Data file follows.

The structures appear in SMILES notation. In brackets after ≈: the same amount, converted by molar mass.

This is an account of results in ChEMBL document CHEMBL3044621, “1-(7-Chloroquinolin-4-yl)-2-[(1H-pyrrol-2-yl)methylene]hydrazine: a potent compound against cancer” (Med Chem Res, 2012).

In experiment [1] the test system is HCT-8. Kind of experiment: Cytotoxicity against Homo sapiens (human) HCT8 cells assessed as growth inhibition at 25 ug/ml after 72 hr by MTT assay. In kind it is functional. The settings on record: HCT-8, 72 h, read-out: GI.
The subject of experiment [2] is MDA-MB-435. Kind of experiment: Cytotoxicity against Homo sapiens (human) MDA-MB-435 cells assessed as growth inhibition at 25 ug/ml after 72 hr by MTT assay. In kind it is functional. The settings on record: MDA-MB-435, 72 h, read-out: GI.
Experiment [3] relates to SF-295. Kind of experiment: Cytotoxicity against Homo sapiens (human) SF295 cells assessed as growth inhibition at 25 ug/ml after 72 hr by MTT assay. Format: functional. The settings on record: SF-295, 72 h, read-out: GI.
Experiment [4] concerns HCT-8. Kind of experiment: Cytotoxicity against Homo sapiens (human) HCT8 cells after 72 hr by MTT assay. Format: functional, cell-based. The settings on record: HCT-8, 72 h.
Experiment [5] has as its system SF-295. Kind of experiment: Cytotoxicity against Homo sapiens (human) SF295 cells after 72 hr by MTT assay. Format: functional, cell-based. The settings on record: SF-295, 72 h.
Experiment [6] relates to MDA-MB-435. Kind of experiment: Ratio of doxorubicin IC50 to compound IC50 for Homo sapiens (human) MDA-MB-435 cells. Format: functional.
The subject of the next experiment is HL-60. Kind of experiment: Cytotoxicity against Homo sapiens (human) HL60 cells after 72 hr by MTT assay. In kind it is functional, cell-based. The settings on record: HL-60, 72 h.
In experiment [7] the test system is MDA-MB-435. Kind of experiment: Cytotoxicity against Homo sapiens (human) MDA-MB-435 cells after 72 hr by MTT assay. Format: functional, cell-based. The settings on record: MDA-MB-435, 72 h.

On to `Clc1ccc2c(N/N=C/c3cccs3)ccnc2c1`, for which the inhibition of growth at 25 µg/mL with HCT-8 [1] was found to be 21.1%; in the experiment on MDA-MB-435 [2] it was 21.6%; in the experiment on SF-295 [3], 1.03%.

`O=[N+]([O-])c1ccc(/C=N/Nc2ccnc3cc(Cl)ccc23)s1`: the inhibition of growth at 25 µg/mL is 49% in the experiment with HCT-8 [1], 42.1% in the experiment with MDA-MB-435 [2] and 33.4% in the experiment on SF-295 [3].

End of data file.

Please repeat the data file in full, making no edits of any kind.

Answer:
The structures appear in SMILES notation. In brackets after ≈: the same amount, converted by molar mass.

This is an account of results in ChEMBL document CHEMBL3044621, “1-(7-Chloroquinolin-4-yl)-2-[(1H-pyrrol-2-yl)methylene]hydrazine: a potent compound against cancer” (Med Chem Res, 2012).

In experiment [1] the test system is HCT-8. Kind of experiment: Cytotoxicity against Homo sapiens (human) HCT8 cells assessed as growth inhibition at 25 ug/ml after 72 hr by MTT assay. In kind it is functional. The settings on record: HCT-8, 72 h, read-out: GI.
The subject of experiment [2] is MDA-MB-435. Kind of experiment: Cytotoxicity against Homo sapiens (human) MDA-MB-435 cells assessed as growth inhibition at 25 ug/ml after 72 hr by MTT assay. In kind it is functional. The settings on record: MDA-MB-435, 72 h, read-out: GI.
Experiment [3] relates to SF-295. Kind of experiment: Cytotoxicity against Homo sapiens (human) SF295 cells assessed as growth inhibition at 25 ug/ml after 72 hr by MTT assay. Format: functional. The settings on record: SF-295, 72 h, read-out: GI.
Experiment [4] concerns HCT-8. Kind of experiment: Cytotoxicity against Homo sapiens (human) HCT8 cells after 72 hr by MTT assay. Format: functional, cell-based. The settings on record: HCT-8, 72 h.
Experiment [5] has as its system SF-295. Kind of experiment: Cytotoxicity against Homo sapiens (human) SF295 cells after 72 hr by MTT assay. Format: functional, cell-based. The settings on record: SF-295, 72 h.
Experiment [6] relates to MDA-MB-435. Kind of experiment: Ratio of doxorubicin IC50 to compound IC50 for Homo sapiens (human) MDA-MB-435 cells. Format: functional.
The subject of the next experiment is HL-60. Kind of experiment: Cytotoxicity against Homo sapiens (human) HL60 cells after 72 hr by MTT assay. In kind it is functional, cell-based. The settings on record: HL-60, 72 h.
In experiment [7] the test system is MDA-MB-435. Kind of experiment: Cytotoxicity against Homo sapiens (human) MDA-MB-435 cells after 72 hr by MTT assay. Format: functional, cell-based. The settings on record: MDA-MB-435, 72 h.

On to `Clc1ccc2c(N/N=C/c3cccs3)ccnc2c1`, for which the inhibition of growth at 25 µg/mL with HCT-8 [1] was found to be 21.1%; in the experiment on MDA-MB-435 [2] it was 21.6%; in the experiment on SF-295 [3], 1.03%.

`O=[N+]([O-])c1ccc(/C=N/Nc2ccnc3cc(Cl)ccc23)s1`: the inhibition of growth at 25 µg/mL is 49% in the experiment with HCT-8 [1], 42.1% in the experiment with MDA-MB-435 [2] and 33.4% in the experiment on SF-295 [3].